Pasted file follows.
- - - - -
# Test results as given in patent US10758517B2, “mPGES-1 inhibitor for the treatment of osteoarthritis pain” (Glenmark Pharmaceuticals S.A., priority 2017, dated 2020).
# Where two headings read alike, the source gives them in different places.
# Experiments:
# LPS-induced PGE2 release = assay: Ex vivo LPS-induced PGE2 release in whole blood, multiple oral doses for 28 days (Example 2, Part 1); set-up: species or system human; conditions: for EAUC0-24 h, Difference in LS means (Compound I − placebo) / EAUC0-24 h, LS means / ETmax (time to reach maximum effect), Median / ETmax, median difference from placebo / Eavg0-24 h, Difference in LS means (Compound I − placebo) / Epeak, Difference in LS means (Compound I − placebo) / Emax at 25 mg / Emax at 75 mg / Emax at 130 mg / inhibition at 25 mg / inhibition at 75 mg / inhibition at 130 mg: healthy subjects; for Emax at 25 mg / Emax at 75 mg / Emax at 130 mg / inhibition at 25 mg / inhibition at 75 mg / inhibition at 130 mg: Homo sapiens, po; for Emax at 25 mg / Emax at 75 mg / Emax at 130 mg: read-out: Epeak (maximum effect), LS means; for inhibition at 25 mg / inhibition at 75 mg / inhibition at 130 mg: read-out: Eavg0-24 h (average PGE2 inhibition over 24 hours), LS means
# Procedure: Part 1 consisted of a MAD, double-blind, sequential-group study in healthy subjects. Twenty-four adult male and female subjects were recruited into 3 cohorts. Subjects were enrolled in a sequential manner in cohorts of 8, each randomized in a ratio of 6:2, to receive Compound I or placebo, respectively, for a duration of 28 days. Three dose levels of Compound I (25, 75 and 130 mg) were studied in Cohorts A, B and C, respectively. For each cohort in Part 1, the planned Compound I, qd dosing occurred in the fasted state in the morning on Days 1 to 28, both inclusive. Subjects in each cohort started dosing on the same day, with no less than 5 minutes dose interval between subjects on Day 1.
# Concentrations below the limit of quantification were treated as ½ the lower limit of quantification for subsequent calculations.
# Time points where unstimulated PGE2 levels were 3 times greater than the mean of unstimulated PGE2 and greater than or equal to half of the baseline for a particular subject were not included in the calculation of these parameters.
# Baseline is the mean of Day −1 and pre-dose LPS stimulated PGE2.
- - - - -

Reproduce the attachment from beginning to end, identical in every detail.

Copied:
# Test results as given in patent US10758517B2, “mPGES-1 inhibitor for the treatment of osteoarthritis pain” (Glenmark Pharmaceuticals S.A., priority 2017, dated 2020).
# Where two headings read alike, the source gives them in different places.
# Experiments:
# LPS-induced PGE2 release = assay: Ex vivo LPS-induced PGE2 release in whole blood, multiple oral doses for 28 days (Example 2, Part 1); set-up: species or system human; conditions: for EAUC0-24 h, Difference in LS means (Compound I − placebo) / EAUC0-24 h, LS means / ETmax (time to reach maximum effect), Median / ETmax, median difference from placebo / Eavg0-24 h, Difference in LS means (Compound I − placebo) / Epeak, Difference in LS means (Compound I − placebo) / Emax at 25 mg / Emax at 75 mg / Emax at 130 mg / inhibition at 25 mg / inhibition at 75 mg / inhibition at 130 mg: healthy subjects; for Emax at 25 mg / Emax at 75 mg / Emax at 130 mg / inhibition at 25 mg / inhibition at 75 mg / inhibition at 130 mg: Homo sapiens, po; for Emax at 25 mg / Emax at 75 mg / Emax at 130 mg: read-out: Epeak (maximum effect), LS means; for inhibition at 25 mg / inhibition at 75 mg / inhibition at 130 mg: read-out: Eavg0-24 h (average PGE2 inhibition over 24 hours), LS means
# Procedure: Part 1 consisted of a MAD, double-blind, sequential-group study in healthy subjects. Twenty-four adult male and female subjects were recruited into 3 cohorts. Subjects were enrolled in a sequential manner in cohorts of 8, each randomized in a ratio of 6:2, to receive Compound I or placebo, respectively, for a duration of 28 days. Three dose levels of Compound I (25, 75 and 130 mg) were studied in Cohorts A, B and C, respectively. For each cohort in Part 1, the planned Compound I, qd dosing occurred in the fasted state in the morning on Days 1 to 28, both inclusive. Subjects in each cohort started dosing on the same day, with no less than 5 minutes dose interval between subjects on Day 1.
# Concentrations below the limit of quantification were treated as ½ the lower limit of quantification for subsequent calculations.
# Time points where unstimulated PGE2 levels were 3 times greater than the mean of unstimulated PGE2 and greater than or equal to half of the baseline for a particular subject were not included in the calculation of these parameters.
# Baseline is the mean of Day −1 and pre-dose LPS stimulated PGE2.